– Virginia Woolf recounts two stories at Oxbridge on pages 8 and 9. She has asked the audience to call her “Mary Beton, Mary Seton, Mary Carmichael or by any name you please”.
(i) Lost in thought … “I found myself walking in extreme rapidity across a grass plot. Instantly a man’s figure intercepted me … his face expressed horror and indignation … he was a Beadle, I was a woman. This was the turf, there was a path. Only Fellows and Scholars are allowed here, the gravel is the place for me”.
(ii) “I was actually at the door which leads to the library itself. I must have opened it, for instantly there issued, like a guardian angel barring the way with a flutter of black gown instead of white wings, a deprecating, silvery, kindly gentleman, who regretted in a low voice as he waved me back that ladies are only admitted to the library if accompanied by a Fellow of the College or furnished with a letter of introduction. That a famous library has been cursed by a woman is a matter of complete indifference to a famous library”.
– Cambridge University was founded in 1209.
– Women were admitted in 1923 … over 7 centuries
– Oxford University was founded about 1096.
– Women were admitted in 1921 … over 8 centuries
– The book is based on two papers Virginia Woolf read at two women’s constituent colleges of the University of Cambridge. The thesis of the book is that “a woman must have money and room of her own if she is to write”. It was published in 1928, a few years after women were allowed into both universities.
– The back cover of the book published by Penguin in 2004 proudly proclaims it is part of 20 Great Ideas. 19 in the list are men.
It amazes me how even back then how a woman thought just like we do today.
I'm sorry, but I thought this might be one of her actual "works," not an essay about women and writing and her feelings about women and life and whatnot. I might enjoy this more after I've read some of her fiction. As it is, I've never read her, and hope KCLS has some in large print.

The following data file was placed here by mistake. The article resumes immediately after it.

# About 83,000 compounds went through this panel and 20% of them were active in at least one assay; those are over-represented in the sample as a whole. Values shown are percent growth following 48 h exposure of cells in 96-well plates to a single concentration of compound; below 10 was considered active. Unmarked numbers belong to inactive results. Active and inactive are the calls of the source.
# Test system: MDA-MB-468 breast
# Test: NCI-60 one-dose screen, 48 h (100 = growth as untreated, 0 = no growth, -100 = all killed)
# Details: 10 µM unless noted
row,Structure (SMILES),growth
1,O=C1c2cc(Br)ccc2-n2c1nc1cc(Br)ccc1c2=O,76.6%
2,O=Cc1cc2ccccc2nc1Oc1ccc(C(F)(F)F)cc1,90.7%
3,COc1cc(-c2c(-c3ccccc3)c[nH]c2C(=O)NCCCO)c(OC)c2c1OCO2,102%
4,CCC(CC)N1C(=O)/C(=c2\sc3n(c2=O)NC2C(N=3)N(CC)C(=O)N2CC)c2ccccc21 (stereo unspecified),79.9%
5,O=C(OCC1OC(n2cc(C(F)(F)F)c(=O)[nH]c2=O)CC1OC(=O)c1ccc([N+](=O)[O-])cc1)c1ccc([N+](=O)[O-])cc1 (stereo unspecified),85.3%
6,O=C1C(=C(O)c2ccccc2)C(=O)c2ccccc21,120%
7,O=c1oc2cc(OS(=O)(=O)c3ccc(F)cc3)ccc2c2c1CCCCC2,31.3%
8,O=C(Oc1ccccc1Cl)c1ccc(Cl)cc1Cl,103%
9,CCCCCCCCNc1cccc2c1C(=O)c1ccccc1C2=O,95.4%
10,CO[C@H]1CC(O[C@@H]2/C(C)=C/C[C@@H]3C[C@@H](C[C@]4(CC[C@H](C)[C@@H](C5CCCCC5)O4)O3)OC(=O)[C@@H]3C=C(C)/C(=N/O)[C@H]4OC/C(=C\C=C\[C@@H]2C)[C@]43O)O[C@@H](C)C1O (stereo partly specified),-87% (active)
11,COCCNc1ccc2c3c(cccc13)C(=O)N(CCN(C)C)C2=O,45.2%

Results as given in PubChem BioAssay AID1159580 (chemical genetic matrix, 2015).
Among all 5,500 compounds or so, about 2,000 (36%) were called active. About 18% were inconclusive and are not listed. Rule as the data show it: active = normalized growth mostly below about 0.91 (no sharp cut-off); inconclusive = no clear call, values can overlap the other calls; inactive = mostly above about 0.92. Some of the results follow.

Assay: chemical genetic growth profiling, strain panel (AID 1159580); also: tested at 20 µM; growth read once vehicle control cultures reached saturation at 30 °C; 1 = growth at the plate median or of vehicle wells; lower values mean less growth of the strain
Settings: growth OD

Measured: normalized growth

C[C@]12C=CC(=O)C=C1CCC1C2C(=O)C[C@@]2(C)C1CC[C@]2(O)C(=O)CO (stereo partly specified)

Glad I finally got to read this classic, especially contrasted against the rich tapestry that women writers weave today. In many ways, Woolf's impassioned fight for women's right to an income of her own/financial stability and cherished private space to reflect and create has come true; she wrote these lyrical essays back in 1928 (she's very humorous as she describes her encounters with the university beadles). In some ways, it's still an ongoing fight (fair pay, better gender balance at home with partners, equal representation in politics and the workplace, freedom from violence, etc.) but at least these issues are out in the open and easier to resolve (or "shrink", as the following passage illustrates: "Women have served all these centuries as looking-glasses possessing the magic and delicious power of reflecting the figure of man at twice its natural size....if she begins to tell the truth, the figure in the looking glass shrinks.")
What an incredibly interesting woman of her time. It was a privilege and a pleasure to be privy to her inner thoughts. She is so beautifully expressive that it made me quite emotional in places.
The prose, the talk of feminism, women and art; I loved.
A brilliant classic, poignantly profound and relevant for its time, while also being way ahead of its time. This timely and timeless talk turned essay, offered to women at Cambridge, by Virginia Woolf, nearly a century ago is still quite a timely testament for today's girls and women, and any caring creative human being who wishes to retain and express their heart and mind, in spite of their limit of income, time and other worldly resources. Enjoy!
semi-autobiographical; historical slice of life; extended essay
There are no ages for this title yet.
There are no summaries for this title yet.
There are no notices for this title yet.
There are no quotes for this title yet.